AND, speaking of the Elemental Magic series, I also spent the past few months rebranding the series’ image. That was a little exhausting, but I’m so thrilled with how the new covers turned out and the cohesiveness they now have. Don’t they look great? Covers by Shelley at Spittyfish Designs.

AW-EM-750x1125     AW-DS-750x1125

So how did you all do this past year, and what are your big plans for 2014?

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Sneak Peek ~ Dreamweaver

Dreamweaver-AngelaWallace-500x750Taryn’s world is falling apart, but despite being opposed to an arranged marriage, perhaps young Prince Fenir can find a way to win her heart…

Excerpt, Dreamweaver

Fenir lifted his gaze to hers, his blue eyes almost gold in the reflection of the burning oil. “I don’t know what to say to convince you of my sincerity. Words don’t seem to be enough, but neither do my actions.” He sighed. “Do you really find me so repulsive?”

Taryn shook her head slowly. “I do not find you repulsive. I find the whole situation abhorrent.” She let out a frustrated grunt. “Something in the dreamscape—my dreamscape—is hurting people. The dukes are at my throat to go to war with the wrong country and to marry you so you’ll give us weapons. Meanwhile, I haven’t heard from Lexa, who’s supposed to be finding a solution to this mess. She’s the only other person who understands that something else is going on, but she’s not here to help me explain it to those pompous lords!” She stopped to take a breath.

“You’re in a difficult position,” Fenir said.

“That’s an understatement.”

He crept closer until they stood shoulder to shoulder, looking out at the impenetrable night. “I wish we could have met under different circumstances, when neither of our lands wanted something from the other.”

Taryn pressed her mouth into a tight line. She wished many things could have been different.

He turned to face her, eyes alight and cheeks slightly pink. Cupping his hands together, he held them out. “I would have liked to show you a different side to me. The quiet, thoughtful stargazer.” His palms began to glow. “The man who loves poetry more than war.” Fenir began to move his hands in polar circles. Blue licks of fire spilled between his fingers as his palms brushed across each other.

Taryn stiffened, breath halting in her lungs.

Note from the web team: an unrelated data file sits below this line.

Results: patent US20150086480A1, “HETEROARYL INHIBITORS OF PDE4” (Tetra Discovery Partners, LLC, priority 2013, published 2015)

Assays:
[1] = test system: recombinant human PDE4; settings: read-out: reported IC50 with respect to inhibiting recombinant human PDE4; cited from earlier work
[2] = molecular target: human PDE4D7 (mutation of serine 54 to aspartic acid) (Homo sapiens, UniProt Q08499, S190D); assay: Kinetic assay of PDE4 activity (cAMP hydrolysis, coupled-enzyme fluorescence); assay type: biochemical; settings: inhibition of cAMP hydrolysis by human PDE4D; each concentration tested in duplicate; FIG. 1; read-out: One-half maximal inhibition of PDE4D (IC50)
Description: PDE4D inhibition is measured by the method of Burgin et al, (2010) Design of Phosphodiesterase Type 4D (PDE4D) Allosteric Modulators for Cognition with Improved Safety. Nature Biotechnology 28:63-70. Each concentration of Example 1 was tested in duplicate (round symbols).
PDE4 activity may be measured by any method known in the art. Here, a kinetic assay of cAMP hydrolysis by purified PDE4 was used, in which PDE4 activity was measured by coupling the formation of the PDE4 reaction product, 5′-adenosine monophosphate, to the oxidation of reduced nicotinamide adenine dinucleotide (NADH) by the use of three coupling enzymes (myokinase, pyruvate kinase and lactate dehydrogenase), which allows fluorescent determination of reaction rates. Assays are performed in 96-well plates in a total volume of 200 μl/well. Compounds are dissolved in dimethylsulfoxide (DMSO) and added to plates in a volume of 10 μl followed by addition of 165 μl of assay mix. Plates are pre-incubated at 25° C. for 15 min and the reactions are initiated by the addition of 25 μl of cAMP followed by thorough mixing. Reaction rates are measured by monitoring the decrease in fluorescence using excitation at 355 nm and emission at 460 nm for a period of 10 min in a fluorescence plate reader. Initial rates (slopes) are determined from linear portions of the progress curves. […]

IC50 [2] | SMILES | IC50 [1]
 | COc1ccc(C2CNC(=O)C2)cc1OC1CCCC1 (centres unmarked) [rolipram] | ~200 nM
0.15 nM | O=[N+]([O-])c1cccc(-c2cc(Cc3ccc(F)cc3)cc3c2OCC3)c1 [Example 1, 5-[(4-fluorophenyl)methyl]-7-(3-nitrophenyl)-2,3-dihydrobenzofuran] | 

Fenir continued to roll his palms against each other as the light between them pulsated stronger. “The boy who would be king.” He took one hand away, revealing a small mass of blue fire in his palm, flickering in the shape of a rose. Fenir held it out to her. Heat radiated from the fire, but more like the languid warmth of an afternoon sun than the bite of searing flames.

“It won’t burn,” he said.

Riveted, Taryn lifted her hand and inched toward the blazing petals. Her fingers twitched with the instinct to recoil, but she furrowed her brow and held them steady. With a centimeter between her skin and the flaming rose, she expected to feel and smell her skin singeing, but neither happened. Her finger brushed the edge of a petal and she jerked back automatically. Angling her hand, she noted smooth, unblemished skin. Then she reached forward and touched the rose again. The blue fire rippled like billowing silk. It was warm, almost hot, though not enough to burn.

“How are you doing this?” she whispered.

A smile tugged at his mouth. “I don’t know. How do you dreamwalk? It’s just something I can do—feel the elements, the music they make, and tune them as I would a lyre to make what I want.”

“Music?” she said dubiously.

Fenir took her hand, turning them face to face. “If I could wipe everything else away, the circumstances and the expectations, this is what I’d show you. And…” His throat bobbed as he swallowed. “I would ask you to dance again.”

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Get your copy of Dreamweaver on Amazon and B&N

With her father in a coma, Princess Taryn desperately tries to hold her kingdom together against conniving dukes, soulless raiders, and people being snatched from their dreams. Not to mention the insufferable Prince Fenir still wants to marry her. But when Taryn finds herself pitted against an unearthly invader in an epic battle to save both the dreamscape and waking world, she may have to sacrifice everything she holds dear.

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*DW 3D*Dreamstealer 3D*DA 3DDreamsnatcher 3D

Get caught up on the series with DreamwalkerDreamstealerDream Assassin, and Dreamsnatcher.

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I hope you enjoyed your visit and come back for more!  You can subscribe using RSSTwitterGoogle+, or Facebook. And to ensure you don’t miss any new releases, sign up for the newsletter!